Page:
Sunday, February 19, 2012

America's Decline

To say that America is not declining is absurd. We're declining in both form and substance. Our government is in a perpetual deadlock of petulant brinkmanship and our level of social and cultural dialogue is embarrassing. This was punctuated for me on Friday in the comments of astronaut Scott Carpenter, who spoke at an event celebrating 50 years since John Glenn's historic flight, saying "There are lots of reasons behind our current predicament, but what it boils down to is the simple fact that when John and I went to work for this country, the United States was recognized around the world as a can-do nation. We have become viewed around the planet as a can't-do nation and I deplore that."

Why have we become this way? I think one of the primary factors is that the increasing complexity of modern society has rendered a large segment of our population feeling out of control and incapable of comprehending the technologies that operate this world. When a person feels out of control, he or she tends to clamp down, back up, reassess the situation, simplify, attempt to regain some semblence of control. In many cases, I believe, this is resulting in hebetude and withdrawal from meaningful social discourse.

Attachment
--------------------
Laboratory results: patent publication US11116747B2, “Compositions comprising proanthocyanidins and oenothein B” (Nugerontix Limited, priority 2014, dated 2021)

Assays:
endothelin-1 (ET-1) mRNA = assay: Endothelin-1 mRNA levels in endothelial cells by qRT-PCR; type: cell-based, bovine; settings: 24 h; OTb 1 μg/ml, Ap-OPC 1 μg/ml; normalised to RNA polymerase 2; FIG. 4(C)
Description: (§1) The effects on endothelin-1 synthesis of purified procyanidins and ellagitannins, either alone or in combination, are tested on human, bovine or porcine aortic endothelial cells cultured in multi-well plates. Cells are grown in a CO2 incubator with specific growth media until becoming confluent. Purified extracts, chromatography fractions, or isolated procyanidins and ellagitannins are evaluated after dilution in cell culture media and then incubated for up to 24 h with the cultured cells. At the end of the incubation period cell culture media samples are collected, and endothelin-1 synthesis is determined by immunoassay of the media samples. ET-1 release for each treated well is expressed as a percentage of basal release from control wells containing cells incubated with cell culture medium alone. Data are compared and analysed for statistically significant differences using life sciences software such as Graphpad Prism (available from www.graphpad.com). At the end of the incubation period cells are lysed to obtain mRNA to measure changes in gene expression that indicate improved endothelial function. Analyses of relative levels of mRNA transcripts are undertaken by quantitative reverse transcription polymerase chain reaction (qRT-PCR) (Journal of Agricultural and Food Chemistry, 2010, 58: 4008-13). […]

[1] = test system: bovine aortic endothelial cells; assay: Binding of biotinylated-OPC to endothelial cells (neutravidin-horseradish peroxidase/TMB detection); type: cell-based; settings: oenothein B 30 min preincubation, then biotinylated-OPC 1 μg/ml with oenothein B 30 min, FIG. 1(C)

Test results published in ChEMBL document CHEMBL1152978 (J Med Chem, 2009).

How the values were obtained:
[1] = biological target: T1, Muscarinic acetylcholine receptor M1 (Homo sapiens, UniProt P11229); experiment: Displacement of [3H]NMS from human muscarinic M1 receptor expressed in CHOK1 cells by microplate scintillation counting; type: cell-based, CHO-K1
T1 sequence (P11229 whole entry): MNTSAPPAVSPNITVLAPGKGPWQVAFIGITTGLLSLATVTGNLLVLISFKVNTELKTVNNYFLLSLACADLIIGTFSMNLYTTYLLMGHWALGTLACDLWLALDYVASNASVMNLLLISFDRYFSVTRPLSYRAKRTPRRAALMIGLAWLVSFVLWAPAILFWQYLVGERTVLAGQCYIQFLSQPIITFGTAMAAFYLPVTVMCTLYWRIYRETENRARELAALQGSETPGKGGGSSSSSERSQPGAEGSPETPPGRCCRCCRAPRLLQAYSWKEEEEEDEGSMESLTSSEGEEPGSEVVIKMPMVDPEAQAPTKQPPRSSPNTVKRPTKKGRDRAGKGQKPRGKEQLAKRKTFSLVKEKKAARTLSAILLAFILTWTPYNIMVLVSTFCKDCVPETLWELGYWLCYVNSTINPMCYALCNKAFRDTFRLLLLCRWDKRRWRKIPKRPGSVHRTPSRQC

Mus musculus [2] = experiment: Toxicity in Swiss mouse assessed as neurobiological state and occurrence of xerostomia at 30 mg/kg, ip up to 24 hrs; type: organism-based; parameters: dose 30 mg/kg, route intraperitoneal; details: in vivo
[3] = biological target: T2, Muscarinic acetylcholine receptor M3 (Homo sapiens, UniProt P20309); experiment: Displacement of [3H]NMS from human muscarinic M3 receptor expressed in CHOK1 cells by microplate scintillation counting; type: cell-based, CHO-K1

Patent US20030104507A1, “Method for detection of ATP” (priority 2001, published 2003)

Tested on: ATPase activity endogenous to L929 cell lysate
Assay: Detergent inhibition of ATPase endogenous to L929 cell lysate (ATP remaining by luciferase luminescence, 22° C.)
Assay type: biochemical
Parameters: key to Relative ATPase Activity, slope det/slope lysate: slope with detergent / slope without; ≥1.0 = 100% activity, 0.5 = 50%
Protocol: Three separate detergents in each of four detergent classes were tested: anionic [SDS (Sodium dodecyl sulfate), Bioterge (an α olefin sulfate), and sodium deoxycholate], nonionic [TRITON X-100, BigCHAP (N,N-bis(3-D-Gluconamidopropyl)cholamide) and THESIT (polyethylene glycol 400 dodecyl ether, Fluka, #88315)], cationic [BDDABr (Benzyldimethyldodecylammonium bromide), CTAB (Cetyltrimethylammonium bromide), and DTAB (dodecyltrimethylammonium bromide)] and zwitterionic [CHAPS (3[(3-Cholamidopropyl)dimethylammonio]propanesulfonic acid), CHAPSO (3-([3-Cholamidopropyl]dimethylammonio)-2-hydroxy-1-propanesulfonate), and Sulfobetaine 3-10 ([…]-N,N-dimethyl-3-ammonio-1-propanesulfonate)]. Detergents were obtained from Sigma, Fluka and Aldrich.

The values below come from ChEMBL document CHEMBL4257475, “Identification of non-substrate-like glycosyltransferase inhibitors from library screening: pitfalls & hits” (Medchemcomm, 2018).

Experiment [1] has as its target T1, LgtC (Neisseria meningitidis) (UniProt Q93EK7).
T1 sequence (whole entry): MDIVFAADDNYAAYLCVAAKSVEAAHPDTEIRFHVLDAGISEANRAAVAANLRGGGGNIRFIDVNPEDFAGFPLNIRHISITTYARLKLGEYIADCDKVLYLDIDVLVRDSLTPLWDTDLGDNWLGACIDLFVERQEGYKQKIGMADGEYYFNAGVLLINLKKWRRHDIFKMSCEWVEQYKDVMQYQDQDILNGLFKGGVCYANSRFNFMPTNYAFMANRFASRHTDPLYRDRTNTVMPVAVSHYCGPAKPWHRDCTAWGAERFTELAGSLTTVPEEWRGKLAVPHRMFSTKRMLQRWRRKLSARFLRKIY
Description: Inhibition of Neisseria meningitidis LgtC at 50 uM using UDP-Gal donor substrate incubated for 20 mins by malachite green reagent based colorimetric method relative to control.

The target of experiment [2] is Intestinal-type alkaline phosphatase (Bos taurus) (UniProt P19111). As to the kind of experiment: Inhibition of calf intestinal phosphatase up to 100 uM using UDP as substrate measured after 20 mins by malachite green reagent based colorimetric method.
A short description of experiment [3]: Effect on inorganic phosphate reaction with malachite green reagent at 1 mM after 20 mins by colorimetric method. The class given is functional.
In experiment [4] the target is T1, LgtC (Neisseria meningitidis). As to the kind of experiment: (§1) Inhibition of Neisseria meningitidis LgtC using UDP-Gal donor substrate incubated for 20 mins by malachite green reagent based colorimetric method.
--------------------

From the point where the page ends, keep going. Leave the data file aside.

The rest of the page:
This feeling of helplessness in the face of drastic global issues such global warming, economic collapse, serial killers, school shootings, genocide, human trafficking, environmental disasters, war and its atrocities, mass media, the 24-hour news cycle and its instant dissemination of every little hiccup, no matter how petty or grotesque, in excruciating raw detail, is causing people to react on a primal level. We are dealing with social issues that are beyond our understanding. Our primal minds cannot cope with the scale of these issues. We're treating issues that affect the whole of human civilization with a social intelligence that is overwhelmed by the nuances involved. Our primal instincts want to take over.

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